The diesel generators at the Northland Utilities (NWT) Ltd. operations in Hay River were among the issues dealt with in a Jan. 20 decision by the Court of Appeal for the Northwest Territories. The decision is part of an ongoing effort by the Town of Hay River to buy the assets of Northland Utilities in the community.
Photo courtesy of Northland Utilities (NWT) Ltd.

The Town of Hay River has won another court decision in its years-long effort to buy the assets of the electricity franchise-holder in the community.

On Jan. 20, the Court of Appeal for the Northwest Territories released a decision that supported the town’s arguments on the valuation of the assets and whether back-up diesel generators should be included in a sale.

“The Town is pleased with the decision of the NWT Court of Appeals and looks forward to working through the remaining steps of the franchise process,” said Glenn Smith, the senior administrative officer with the Town of Hay River, in a written comment supplied to The Hub.

ATCO, the parent company of franchise-holder Northland Utilities (NWT) Ltd., was not pleased with the decision.

“Obviously, we’re disappointed with the decision from the NWT Court,” said Melanie Bayley, president of ATCO Electricity Division, which includes Northland Utilities (NWT) Ltd., in a written statement for The Hub. “Since we just learned of this decision, we will review our options and determine our next steps.”

Bayley noted that this year marks the 70th anniversary of Northland Utilities (NWT) Ltd. providing electricity to Hay River.

“And it continues to be an honour serving customers and the community even while negotiations with the town are underway,” she said.

The town launched a process in 2016 to buy the franchise assets from Northland Utilities – as permitted in the franchise agreement – and turn the system over to the Northwest Territories Power Corporation in hopes of lowering electricity costs in the community.

In 2016, the town and Northland Utilities agreed to arbitration, which decided on a valuation method for assets and that back-up diesel generators should be included in a sale.

Northland Utilities appealed the arbitrator’s ruling to the Supreme Court of the NWT in 2019, and it then took that court’s decision to the Court of Appeal.

The Supreme Court judge who heard the matter in 2019 concluded that the arbitrator had made no reviewable error.

“The chambers judge did not err in reaching these findings,” stated the Court of Appeal decision, referring to the Supreme Court justice as the chambers judge. “As a result, the appeal is dismissed.”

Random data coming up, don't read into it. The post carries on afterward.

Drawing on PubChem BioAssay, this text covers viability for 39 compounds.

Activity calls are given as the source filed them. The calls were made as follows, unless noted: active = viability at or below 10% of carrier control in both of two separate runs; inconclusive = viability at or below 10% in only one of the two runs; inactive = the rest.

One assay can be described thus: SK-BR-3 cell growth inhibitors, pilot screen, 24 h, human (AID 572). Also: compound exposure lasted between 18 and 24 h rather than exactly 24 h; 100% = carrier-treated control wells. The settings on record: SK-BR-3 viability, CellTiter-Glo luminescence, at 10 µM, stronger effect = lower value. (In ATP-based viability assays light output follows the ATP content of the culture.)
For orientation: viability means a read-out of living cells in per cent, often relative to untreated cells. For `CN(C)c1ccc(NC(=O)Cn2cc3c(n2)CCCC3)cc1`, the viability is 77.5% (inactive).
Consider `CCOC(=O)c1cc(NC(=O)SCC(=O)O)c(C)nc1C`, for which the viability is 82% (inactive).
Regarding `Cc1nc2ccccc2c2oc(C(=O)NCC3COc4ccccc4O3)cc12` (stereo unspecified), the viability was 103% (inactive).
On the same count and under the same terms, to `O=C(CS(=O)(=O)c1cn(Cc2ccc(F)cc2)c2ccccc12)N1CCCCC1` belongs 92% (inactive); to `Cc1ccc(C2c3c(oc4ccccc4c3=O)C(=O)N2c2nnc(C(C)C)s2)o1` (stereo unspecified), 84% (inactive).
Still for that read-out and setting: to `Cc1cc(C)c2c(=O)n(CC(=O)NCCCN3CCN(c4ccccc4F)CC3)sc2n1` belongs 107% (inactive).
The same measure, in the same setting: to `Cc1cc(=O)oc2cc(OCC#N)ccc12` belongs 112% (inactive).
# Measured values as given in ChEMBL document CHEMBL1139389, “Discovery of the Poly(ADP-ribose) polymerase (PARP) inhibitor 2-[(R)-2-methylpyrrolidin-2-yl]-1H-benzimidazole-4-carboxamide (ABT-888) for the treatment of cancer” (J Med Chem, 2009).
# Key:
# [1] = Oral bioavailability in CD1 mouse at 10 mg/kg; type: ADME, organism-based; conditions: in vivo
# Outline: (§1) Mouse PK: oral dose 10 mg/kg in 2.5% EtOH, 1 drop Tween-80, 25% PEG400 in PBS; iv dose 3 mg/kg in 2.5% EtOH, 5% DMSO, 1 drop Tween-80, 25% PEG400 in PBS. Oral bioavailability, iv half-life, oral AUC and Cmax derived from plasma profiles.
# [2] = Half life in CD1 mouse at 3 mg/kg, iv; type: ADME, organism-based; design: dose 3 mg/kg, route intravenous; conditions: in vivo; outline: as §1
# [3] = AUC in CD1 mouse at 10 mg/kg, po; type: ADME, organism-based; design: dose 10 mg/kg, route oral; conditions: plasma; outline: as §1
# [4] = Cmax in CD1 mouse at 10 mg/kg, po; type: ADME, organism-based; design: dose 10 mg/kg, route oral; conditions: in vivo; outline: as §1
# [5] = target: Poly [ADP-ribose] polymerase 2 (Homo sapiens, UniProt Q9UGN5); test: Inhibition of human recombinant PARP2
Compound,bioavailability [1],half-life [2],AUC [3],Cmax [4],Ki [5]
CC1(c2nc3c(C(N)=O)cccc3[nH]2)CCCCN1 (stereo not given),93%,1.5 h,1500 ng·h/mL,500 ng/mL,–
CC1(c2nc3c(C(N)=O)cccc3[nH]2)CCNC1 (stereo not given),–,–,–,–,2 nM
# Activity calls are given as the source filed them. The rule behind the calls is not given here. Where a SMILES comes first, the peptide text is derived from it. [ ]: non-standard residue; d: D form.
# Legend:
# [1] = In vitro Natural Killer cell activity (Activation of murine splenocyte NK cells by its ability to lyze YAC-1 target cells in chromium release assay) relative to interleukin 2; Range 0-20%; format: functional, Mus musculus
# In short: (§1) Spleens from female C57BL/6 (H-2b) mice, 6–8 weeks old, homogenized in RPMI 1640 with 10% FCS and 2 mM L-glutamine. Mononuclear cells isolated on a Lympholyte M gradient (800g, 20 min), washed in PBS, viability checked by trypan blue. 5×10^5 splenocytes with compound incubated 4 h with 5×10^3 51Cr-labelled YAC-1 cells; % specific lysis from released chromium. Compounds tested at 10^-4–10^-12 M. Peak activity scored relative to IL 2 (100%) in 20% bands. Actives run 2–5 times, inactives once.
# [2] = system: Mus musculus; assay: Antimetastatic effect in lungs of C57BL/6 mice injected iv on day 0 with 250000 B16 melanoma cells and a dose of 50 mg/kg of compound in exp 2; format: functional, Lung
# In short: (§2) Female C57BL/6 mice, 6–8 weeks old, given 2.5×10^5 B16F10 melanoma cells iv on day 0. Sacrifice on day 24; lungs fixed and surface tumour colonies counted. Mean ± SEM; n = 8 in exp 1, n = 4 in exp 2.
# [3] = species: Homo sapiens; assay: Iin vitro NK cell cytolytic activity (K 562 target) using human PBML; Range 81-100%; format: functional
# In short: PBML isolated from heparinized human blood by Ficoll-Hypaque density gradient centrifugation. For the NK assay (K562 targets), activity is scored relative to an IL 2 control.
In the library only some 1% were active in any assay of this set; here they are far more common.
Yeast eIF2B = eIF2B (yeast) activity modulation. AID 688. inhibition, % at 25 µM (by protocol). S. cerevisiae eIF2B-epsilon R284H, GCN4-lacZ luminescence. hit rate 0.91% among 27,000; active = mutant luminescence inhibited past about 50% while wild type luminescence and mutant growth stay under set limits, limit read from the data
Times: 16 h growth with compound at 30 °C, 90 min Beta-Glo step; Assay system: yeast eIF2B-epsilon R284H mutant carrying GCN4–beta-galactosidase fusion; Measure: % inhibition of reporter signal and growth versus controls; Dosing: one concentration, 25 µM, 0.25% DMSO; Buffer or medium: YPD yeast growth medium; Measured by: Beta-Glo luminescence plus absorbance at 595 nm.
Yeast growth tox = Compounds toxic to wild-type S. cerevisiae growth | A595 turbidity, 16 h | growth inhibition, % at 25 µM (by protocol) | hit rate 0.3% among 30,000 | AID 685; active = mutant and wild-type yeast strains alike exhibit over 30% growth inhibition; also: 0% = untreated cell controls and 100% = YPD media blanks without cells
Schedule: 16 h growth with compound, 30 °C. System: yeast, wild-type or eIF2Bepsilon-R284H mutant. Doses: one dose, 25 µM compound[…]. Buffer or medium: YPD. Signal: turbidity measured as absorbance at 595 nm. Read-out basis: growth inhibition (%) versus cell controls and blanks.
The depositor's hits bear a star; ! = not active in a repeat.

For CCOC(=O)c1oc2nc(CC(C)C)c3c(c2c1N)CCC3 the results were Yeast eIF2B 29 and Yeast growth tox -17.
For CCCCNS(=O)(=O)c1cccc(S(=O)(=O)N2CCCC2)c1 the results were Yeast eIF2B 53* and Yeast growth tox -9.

Northland Utilities objected to the arbitrator’s decision on the methodology to establish the value of the franchise assets.

The arbitrator set the means of determining the purchase price based on a modified book value, rather than on the basis of replacement cost less depreciation.

The arbitrator’s decision would permit the Town of Hay River to purchase certain assets from Northland Utilities used to supply, transmit and distribute electricity within the town limits for a price – subject to final adjustments – ranging from $13,064,262 to $14,754,429.

Northland Utilities argued the arbitrator should have utilized the replacement cost less depreciation, which produced a purchase price of $39,974,082.

Along with the overall value of the assets, there was the issue of whether five back-up diesel generators should be included in the sale.

The arbitrator found that the generators were essential to the continuity of electricity distribution within the town and therefore fell within the definition of assets subject to sale.

Northland Utilities had argued that the franchise agreement granted the company the exclusive right to “distribute, supply and sell electrical energy” within Hay River and that did not include the right to generate electricity, meaning that the diesel generators are not properly the subject of the franchise agreement and therefore not caught in the right of purchase.

The Supreme Court ruling in 2019 noted the franchise agreement has a provision that prevented the Town of Hay River from granting any other person, firm or corporation the right to generate, distribute or sell electric energy in the town.

“The chambers judge was therefore correct in concluding that the arbitrator reasonably included these diesel generators within the assets covered by the purchase under the franchise agreement,” stated the Appeal Court decision. “That reasonable standard does not disclose any palpable and overriding error by the arbitrator.”

Hay River is powered by the hydroelectricity produced on the Taltson River, except when that supply is occasionally interrupted and the back-up diesel generators are used.

The Appeal Court decision was written by Justice J.A. Bielby. It was then reviewed by Justice J.A. Veldhuis and Justice J.A. Strekaf, who both concurred with the decision.

The appeal was heard on Oct. 27, 2020.

The most recent 10-year renewal of the franchise agreement between the town and Northland Utilities began in 2006 and expired in 2016.

Prior to the expiry of that 10-year renewal, the town gave notice that it intended to purchase the assets of Northland Utilities in the community.

The company has continued to operate the franchise while negotiations with the town are ongoing.

Paul Bickford

Paul Bickford is the reporter for Hay River Hub.

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